ECOT closure would impact 12,000 students

COLUMBUS (WCMH) – The state’s largest online charter school could close as soon as next week.

The Electronic Classroom of Tomorrow (ECOT), with an enrollment of about 12,000 students, is losing its sponsor. Charter schools cannot operate in Ohio without a sponsor.

The Educational Service Center of Lake Erie West, which sponsors ECOT, says it has initiated proceedings to suspend ECOT’s operations at or near the end of the current semester.

In an email to NBC4, ESC Executive Director Apryl Morin wrote that the sponsor “has monitored the status of the ongoing funding dispute between ECOT and the Ohio Department of Education as well as the resulting impact on ECOT’s finances.”

And because of those continuing financial uncertainties, “the ESC has initiated proceeding to suspend ECOT’s operations at or near the end of the current semester and terminate its sponsorship contract.”

ECOT’s current semester ends January 18.

ECOT’s financial issues date back to 2016 when the state performed and attendance audit. The school couldn’t prove that many of its full-time students were getting the minimum number of learning hours required by the state.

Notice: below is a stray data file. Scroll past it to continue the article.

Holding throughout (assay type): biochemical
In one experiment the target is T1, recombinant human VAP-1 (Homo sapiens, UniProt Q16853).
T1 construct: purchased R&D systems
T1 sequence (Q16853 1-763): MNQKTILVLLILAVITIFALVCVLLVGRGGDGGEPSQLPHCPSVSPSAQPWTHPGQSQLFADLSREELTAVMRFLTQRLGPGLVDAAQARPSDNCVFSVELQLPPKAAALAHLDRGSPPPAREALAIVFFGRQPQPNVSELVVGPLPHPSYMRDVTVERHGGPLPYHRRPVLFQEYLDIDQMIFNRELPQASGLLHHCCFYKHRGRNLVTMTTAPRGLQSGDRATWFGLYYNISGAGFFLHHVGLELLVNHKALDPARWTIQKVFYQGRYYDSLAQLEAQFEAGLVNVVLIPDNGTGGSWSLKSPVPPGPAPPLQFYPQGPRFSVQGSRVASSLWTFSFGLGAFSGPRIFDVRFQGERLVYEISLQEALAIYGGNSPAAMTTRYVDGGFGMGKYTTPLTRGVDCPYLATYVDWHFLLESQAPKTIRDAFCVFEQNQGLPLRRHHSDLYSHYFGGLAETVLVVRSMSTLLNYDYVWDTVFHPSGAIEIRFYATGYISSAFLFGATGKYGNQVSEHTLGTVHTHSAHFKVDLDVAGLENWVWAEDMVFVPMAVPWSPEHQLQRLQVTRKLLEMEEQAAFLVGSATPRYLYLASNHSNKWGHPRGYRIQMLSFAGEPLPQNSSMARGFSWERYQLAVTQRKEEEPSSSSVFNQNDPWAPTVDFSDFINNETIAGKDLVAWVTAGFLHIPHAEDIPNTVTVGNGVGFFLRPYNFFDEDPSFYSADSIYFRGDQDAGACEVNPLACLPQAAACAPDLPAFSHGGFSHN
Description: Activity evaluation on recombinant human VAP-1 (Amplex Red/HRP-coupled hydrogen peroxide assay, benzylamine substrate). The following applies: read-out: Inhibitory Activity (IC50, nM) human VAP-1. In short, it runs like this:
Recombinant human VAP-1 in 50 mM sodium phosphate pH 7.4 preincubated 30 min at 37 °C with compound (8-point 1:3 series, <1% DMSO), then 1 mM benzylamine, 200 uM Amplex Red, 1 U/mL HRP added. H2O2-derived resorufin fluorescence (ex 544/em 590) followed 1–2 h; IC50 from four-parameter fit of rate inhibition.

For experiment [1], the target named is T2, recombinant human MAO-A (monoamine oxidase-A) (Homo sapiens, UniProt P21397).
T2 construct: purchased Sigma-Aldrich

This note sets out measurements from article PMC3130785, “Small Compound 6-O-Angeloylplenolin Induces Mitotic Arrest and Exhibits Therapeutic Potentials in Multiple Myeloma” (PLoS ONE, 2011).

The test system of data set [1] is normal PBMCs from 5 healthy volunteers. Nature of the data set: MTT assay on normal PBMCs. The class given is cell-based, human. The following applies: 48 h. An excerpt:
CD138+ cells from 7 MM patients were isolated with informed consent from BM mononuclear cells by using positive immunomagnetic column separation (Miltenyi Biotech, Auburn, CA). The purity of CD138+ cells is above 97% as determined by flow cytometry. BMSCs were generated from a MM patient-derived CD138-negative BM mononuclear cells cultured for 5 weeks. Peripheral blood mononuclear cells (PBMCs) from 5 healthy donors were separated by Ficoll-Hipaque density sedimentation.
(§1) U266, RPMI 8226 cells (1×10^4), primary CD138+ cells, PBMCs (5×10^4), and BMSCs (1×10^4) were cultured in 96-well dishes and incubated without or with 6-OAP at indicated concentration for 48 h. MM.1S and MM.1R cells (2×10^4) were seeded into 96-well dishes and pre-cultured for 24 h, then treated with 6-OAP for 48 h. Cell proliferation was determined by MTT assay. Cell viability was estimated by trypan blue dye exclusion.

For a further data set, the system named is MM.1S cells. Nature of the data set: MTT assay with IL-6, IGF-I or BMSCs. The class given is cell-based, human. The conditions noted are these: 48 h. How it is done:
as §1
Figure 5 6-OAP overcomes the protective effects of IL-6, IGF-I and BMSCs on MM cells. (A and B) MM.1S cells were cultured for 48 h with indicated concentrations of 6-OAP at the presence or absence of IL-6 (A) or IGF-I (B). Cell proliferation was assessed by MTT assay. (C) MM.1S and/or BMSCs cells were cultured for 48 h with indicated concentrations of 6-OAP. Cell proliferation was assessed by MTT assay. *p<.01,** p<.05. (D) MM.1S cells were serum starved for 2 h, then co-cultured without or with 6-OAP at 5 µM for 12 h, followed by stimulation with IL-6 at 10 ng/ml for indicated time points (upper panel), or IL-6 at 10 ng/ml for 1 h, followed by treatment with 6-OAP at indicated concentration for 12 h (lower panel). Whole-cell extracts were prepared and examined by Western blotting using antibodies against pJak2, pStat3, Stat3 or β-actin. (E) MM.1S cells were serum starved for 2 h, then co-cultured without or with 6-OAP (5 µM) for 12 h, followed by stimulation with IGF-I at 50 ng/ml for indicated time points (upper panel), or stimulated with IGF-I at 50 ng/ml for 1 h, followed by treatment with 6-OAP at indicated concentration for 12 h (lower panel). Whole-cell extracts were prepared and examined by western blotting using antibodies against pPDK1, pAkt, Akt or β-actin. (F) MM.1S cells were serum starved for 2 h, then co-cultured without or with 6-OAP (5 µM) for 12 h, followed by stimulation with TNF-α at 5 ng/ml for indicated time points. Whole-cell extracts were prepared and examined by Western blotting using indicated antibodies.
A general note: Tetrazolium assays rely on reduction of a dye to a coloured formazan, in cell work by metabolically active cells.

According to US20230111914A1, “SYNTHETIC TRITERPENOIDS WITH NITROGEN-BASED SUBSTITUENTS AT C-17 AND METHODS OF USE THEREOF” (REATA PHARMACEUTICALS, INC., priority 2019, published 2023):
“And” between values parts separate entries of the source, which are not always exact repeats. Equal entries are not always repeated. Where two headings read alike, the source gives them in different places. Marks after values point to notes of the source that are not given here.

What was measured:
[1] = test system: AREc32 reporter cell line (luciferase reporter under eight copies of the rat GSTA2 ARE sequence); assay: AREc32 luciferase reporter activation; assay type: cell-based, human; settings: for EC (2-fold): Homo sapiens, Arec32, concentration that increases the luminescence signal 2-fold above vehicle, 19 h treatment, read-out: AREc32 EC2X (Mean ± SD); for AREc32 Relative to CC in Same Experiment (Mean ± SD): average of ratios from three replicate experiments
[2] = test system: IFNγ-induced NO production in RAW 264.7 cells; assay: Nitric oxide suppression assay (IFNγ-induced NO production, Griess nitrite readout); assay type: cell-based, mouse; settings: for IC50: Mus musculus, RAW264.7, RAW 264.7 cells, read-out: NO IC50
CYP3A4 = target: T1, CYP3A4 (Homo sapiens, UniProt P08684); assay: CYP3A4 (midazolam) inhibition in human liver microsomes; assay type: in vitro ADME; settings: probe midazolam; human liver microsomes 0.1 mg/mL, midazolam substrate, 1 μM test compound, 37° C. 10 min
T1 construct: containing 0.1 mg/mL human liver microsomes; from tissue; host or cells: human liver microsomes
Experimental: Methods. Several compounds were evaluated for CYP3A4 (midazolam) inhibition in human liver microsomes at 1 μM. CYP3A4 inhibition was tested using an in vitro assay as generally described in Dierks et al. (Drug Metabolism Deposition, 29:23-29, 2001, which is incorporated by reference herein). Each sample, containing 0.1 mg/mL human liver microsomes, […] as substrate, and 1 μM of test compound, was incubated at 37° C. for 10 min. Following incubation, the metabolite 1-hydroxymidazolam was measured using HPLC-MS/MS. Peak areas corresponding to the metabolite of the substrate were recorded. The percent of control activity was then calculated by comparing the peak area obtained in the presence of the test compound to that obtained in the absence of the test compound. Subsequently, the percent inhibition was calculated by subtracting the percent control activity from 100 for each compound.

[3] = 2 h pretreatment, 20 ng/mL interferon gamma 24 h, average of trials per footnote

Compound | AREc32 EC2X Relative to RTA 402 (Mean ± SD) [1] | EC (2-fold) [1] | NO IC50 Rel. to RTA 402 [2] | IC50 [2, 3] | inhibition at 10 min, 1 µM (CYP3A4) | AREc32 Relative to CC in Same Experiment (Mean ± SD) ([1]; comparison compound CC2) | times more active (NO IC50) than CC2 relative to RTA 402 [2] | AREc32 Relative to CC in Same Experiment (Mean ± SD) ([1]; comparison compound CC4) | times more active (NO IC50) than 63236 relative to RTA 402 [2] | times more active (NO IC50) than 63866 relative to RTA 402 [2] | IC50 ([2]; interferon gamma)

Since state funding is tied to attendance, Ohio asked ECOT to repay more than $60 million in funding.

All of ECOT’s appeals to reverse that decision or stop the state’s efforts to collect the money have been denied.

Many students choose ECOT because, for whatever reason, they are not well-suited for a traditional classroom setting.

Hannah Martindale has been attending ECOT since 2010.

“I flunked second grade because I had seizures and ECOT helped me succeed even with the seizures I was having,” Martindale said.

Martindale says she is now in 10th grade. “I just pray that it doesn’t close.”

Hannah’s grandmother, Melinda Martindale, says ECOT has been a lifesaver.

“I just know that a lot of kids are going to be hurt terribly if they close and I just don’t think that’s fair.”

But State Senator Charleta Tavares says it’s about accountability.

“I think the rules need to be clear,” Tavares said. “They need to be accountable and children need to be online in their seat and learning, not just logging on for a couple of minutes and say – that’s enough.”

ESC says it will work with ECOT and the Ohio Department of Education through the closure process to minimize the negative impact in its 12,000 students and their families.

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